Australia’s CPI inflation climbs to 1.0% QoQ in Q1 vs. 0.8% expected


Australia’s Consumer Price Index (CPI) rose 1.0% in the first quarter (Q1) of 2024, compared with the 0.6% increase seen in the fourth quarter, according to the latest data published by the Australian Bureau of Statistics (ABS) on Wednesday. The market consensus was for a growth of 0.8% in the reported period.

Annually, Australia’s CPI inflation fell to 3.6% in Q1 2024 from the previous print of 4.1% and above the market consensus of 3.4%.

The RBA Trimmed Mean CPI for Q1 rose 1.0% and 4.0% on a quarterly and annual basis, respectively. Markets estimated an increase of 0.8% QoQ and 3.8% YoY in the quarter to March.

The monthly Consumer Price Index inflation rose to 3.5% YoY in March versus 3.4% expected and the previous reading of 3.4% rise.

Key takeaways from the Australian CPI report

“Annual inflation for goods this quarter was 3.1 per cent. This is the sixth consecutive quarter of lower annual inflation for goods, down from the peak of 9.6 per cent in the September 2022 quarter. Annual inflation for most goods eased in the March 2024 quarter, with some goods, such as footwear, furniture, appliances and meat and seafood products seeing deflation, meaning their prices are lower compared to 12 months ago. Annual services inflation eased for the third consecutive quarter to 4.3 per cent, down from the peak of 6.3 per cent in the June 2023 quarter.”

“The Education group, which covers primary, secondary and tertiary education, recorded the largest rise since 2012. Fees are collected once a year at the beginning of the school year. The rise was driven by higher primary and secondary school fees, as well as tertiary education following the indexation of higher education course fees.”

AUD/USD reaction to Australia's Consumer Price Index data

The AUD/USD pair attracts some buyers following the hotter than expected inflation data from Australia. The pair is gaining 0.56% on the day to trade at 0.6522, at the press time.

Australian Dollar price this week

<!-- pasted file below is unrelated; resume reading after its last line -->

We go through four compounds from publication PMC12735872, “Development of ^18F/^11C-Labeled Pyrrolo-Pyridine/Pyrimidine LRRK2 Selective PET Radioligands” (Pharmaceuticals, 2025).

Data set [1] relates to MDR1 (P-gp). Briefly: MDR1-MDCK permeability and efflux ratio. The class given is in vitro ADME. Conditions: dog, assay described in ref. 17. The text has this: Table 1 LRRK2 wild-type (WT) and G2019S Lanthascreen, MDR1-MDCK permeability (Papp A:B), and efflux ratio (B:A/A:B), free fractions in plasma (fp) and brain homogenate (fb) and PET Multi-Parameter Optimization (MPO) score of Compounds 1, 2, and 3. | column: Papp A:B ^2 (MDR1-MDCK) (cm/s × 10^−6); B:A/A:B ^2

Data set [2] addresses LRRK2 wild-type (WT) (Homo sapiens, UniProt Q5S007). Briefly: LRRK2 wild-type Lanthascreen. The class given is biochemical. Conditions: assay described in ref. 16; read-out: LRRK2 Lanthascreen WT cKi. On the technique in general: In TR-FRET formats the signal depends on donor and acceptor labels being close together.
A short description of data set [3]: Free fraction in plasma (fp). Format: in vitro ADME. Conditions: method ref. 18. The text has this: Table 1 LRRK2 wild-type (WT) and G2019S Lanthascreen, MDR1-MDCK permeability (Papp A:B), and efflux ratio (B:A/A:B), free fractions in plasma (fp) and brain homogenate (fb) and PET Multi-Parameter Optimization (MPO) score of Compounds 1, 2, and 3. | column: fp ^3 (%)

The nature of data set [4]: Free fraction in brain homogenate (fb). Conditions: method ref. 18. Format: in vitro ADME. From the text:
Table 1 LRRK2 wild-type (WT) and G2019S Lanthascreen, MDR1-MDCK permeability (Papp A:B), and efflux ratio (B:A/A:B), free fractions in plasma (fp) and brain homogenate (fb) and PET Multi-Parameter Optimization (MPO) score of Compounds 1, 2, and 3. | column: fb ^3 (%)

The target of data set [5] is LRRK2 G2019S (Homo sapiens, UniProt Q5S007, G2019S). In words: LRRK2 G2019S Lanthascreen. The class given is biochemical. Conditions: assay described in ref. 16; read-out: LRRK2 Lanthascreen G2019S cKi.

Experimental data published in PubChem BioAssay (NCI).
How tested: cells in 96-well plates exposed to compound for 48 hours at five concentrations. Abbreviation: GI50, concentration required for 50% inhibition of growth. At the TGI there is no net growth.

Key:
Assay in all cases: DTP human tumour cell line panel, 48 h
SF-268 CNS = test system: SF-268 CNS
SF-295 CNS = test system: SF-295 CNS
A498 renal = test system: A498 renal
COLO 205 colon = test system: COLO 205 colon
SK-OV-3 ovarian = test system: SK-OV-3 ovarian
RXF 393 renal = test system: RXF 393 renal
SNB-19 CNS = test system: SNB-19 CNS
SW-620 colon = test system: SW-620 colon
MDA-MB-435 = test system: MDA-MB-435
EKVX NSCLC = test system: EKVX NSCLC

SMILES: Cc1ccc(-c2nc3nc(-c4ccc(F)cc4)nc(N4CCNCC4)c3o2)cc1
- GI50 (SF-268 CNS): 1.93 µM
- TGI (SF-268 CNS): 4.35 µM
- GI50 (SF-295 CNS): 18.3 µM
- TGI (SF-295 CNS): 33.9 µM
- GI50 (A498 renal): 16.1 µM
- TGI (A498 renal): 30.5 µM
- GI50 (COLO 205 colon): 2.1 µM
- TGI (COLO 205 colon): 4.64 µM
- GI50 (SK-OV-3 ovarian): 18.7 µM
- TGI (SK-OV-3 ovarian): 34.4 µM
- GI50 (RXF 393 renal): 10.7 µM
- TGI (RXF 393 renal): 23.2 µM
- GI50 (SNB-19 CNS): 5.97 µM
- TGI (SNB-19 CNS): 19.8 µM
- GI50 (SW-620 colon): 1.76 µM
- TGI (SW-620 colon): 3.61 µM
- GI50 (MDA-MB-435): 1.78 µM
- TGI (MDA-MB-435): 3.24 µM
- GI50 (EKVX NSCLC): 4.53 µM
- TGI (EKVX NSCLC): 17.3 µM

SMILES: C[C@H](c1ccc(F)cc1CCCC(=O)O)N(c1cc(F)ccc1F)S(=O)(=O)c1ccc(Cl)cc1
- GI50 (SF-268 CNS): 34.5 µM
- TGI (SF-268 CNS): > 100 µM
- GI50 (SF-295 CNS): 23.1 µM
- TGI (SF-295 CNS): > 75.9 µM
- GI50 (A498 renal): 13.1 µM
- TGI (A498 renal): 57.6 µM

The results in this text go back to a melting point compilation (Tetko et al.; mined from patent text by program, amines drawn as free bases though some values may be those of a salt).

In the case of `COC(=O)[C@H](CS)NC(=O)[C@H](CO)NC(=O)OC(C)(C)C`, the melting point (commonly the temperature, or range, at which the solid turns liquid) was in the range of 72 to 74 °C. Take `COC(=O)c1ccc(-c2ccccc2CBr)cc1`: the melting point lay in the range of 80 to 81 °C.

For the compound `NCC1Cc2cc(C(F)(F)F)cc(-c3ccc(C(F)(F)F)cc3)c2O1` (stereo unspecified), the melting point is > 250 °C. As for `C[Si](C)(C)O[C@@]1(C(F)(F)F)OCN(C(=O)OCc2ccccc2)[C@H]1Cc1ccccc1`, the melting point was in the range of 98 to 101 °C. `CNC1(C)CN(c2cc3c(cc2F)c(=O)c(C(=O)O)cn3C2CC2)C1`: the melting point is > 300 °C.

The table below shows the percentage change of Australian Dollar (AUD) against listed major currencies this week. Australian Dollar was the strongest against the Japanese Yen.

  USD EUR GBP CAD AUD JPY NZD CHF
USD   -0.49% -0.70% -0.58% -1.54% 0.10% -0.70% 0.04%
EUR 0.48%   -0.21% -0.10% -1.05% 0.59% -0.22% 0.52%
GBP 0.69% 0.21%   0.11% -0.84% 0.80% -0.02% 0.73%
CAD 0.58% 0.11% -0.11%   -0.94% 0.69% -0.12% 0.63%
AUD 1.51% 1.03% 0.83% 0.93%   1.61% 0.81% 1.56%
JPY -0.10% -0.58% -0.82% -0.69% -1.64%   -0.81% -0.06%
NZD 0.69% 0.23% 0.00% 0.12% -0.84% 0.81%   0.75%
CHF -0.04% -0.53% -0.74% -0.63% -1.58% 0.06% -0.74%  

The heat map shows percentage changes of major currencies against each other. The base currency is picked from the left column, while the quote currency is picked from the top row. For example, if you pick the Euro from the left column and move along the horizontal line to the Japanese Yen, the percentage change displayed in the box will represent EUR (base)/JPY (quote).

 


This section below was published at 21:30 GMT as a preview of the Australian inflation data.

  • The Australian Monthly Consumer Price Index is foreseen steady at 3.4% YoY in March.
  • Quarterly CPI inflation is expected to have ticked higher in the first quarter of the year.
  • The Reserve Bank of Australia is confident the economy would dodge a hard landing.
  • The Australian Dollar is correcting higher, but is still under bears’ control. 

An Australian inflation update takes the spotlight this week ahead of critical United States (US) macroeconomic data. The Australian Bureau of Statistics (ABS) will release two different inflation gauges on Wednesday. The ABS will release the quarterly Consumer Price Index (CPI) for the first quarter of 2024 and the March Monthly CPI, an annual figure that compares price pressures over the previous twelve months. Also, the quarterly report includes the Trimmed Mean Consumer Price Index, the Reserve Bank of Australia's (RBA) favorite inflation gauge. 

The RBA met on March 18-19 and decided to keep the Cash Rate steady at 4.35%. In the accompanying statement, the Board scrapped references to possible rate hikes, triggering an Australian Dollar (AUD) sell-off. The central bank will meet again on May 6-7, and CPI figures will definitely guide such a decision.